Ninety-five percent of the world’s consumers live outside of America. Our future is going to depend upon our ability to sell our goods, services, and intellectual property to those customers. And we’re going to have to compete for their business. Because countries around the world have set their sights on global consumers.

Nations on the cutting edge of creativity, innovation, and entrepreneurship – in other words, nations with a highly educated, highly skilled work force – will be the world’s export leaders.

With that urgency in mind, President Obama devoted $100 billion in stimulus funds to education, including $31 billion dedicated to improving college access. That money is the single biggest investment in student aid since the GI bill. And it is an investment for a more prosperous future.

Next year, students will have access to billions of dollars in new grants, loans, and assistance. It is estimated that more than 14 million students will use this assistance to pay for college. And as this organization knows, even a little money can go a long way toward helping a college student earn their cap and gown.

President Obama is also supporting new efforts to ensure that students who start college actually finish. Right now, almost half of all college freshmen fail to earn a degree within six years. For poor and minority students, that percentage is even higher.

When we arm students with the knowledge to succeed, that enriches us all. Every degree conferred enhances America’s prospects for the future. President Obama has said that our commitment to education, “will determine not just whether our children have the chance to fulfill their God-given potential…but whether we as a nation will remain, in the 21st century, the kind of global economic leader that we were in the 20th.”

Now, we have a lot of work to do, but we’re certainly not starting from scratch. Historically black colleges and universities like your members have educated premier minds from Thurgood Marshall and Langston Hughes to Spike Lee and Barbara Jordan. And American universities across the board are among the best in the world.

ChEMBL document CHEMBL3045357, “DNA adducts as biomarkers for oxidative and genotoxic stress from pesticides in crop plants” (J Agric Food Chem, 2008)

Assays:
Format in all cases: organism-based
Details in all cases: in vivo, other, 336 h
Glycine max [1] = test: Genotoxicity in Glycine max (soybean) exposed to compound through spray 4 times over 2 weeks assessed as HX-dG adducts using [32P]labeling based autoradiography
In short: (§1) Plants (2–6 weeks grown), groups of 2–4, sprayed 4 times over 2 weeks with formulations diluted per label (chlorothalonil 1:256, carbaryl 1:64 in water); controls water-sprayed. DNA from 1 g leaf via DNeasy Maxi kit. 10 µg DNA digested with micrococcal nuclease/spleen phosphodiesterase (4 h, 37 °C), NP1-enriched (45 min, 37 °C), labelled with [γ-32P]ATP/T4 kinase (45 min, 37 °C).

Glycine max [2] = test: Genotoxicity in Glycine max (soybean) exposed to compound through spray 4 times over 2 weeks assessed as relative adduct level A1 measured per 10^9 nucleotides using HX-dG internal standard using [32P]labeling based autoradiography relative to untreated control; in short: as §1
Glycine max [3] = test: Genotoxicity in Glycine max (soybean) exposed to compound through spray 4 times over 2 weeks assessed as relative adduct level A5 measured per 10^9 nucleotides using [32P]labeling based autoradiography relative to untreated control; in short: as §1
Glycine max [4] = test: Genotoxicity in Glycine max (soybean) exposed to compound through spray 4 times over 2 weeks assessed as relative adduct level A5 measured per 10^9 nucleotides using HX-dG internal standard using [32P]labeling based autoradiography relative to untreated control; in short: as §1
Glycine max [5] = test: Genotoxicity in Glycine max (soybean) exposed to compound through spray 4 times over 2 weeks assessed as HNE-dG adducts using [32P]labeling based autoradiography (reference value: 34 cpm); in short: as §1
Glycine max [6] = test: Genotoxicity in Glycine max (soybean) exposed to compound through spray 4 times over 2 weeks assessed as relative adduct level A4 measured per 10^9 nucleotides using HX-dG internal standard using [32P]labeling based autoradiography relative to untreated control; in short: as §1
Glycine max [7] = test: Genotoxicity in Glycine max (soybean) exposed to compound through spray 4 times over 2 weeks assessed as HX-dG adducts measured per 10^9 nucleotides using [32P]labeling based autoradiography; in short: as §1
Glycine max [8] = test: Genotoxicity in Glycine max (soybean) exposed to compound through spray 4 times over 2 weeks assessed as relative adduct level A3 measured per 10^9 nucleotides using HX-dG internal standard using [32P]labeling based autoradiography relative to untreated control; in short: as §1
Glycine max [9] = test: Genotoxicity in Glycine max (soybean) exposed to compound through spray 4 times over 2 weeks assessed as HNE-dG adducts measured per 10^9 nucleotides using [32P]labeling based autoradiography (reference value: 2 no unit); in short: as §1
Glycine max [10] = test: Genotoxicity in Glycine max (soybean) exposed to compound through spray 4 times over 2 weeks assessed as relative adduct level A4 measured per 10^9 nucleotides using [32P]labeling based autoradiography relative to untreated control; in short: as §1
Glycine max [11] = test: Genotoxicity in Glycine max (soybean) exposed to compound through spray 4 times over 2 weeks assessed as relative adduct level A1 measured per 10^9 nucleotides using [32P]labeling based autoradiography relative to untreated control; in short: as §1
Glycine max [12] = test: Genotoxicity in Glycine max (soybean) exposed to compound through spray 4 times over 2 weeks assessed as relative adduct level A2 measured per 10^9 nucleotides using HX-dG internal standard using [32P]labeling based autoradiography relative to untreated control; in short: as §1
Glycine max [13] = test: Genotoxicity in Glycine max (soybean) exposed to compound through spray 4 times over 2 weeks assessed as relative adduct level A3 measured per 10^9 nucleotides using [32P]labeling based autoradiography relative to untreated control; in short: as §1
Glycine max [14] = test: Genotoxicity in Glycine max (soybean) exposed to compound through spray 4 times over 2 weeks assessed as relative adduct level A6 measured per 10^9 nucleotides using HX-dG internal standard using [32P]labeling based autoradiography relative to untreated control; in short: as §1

That educational excellence has paid dividends to us all. According to World Bank data, America’s per capita income is over 40 percent higher than the average in other high income countries around the world. In part, that difference can be attributed to a long-time focus on. And it shows the vast promise of renewing and reinvigorating that focus.

It will take all of us doing everything we can do. The first building on Paul Quinn College’s campus was constructed through a “ten cents a brick” campaign; little by little, the community gave what they could toward the dream of an education. And in 1944, Dr. Frederick Patterson, President of Tuskegee University, brought the UNCF into existence through an “appeal to the national conscience.”

Our nation needs to train every American mind to take advantage of the incredible opportunities that exist in the 21st century. We need to help today’s students dream big, and then we need to give them the tools to realize their dreams. Because America needs their dreams, their skills, their inventions, and their innovations to continue to thrive in the global economy. And we need a strong and healthy UNCF to help them along the way.

Thank you all for your work on behalf of America’s college students. I look forward to hearing more from all of you about how we can work together to help the next generation succeed.”

Salazar Approves Martin Luther King Jr. Memorial Construction on National Mall

Press Release

WASHINGTON, D.C. – At a ceremony with Harry E. Johnson, Sr., President of the Washington, DC Martin Luther King, Jr. National Memorial Project Foundation, Inc., Christine King Ferris, sister to Martin Luther King Jr.; EPA Administrator Lisa Jackson and members of the Black and Hispanic Caucuses, Secretary of the Interior Ken Salazar today signed a permit allowing construction of the Martin Luther King, Jr. Memorial on the National Mall.

“Dr. King is one of America’s greatest heroes – a Nobel Peace Prize winner who inspired America to live up to the meaning of its creed of freedom, justice and opportunity for all people,” said Secretary Salazar. “It is fitting and appropriate that we honor Dr. King’s extraordinary life and legacy with a memorial here on the National Mall, alongside the timeless landmarks of American democracy and freedom. May this sacred ground help us draw strength from Dr. King’s courage, dedication and sacrifice, and inspire us to always seek a more perfect union.”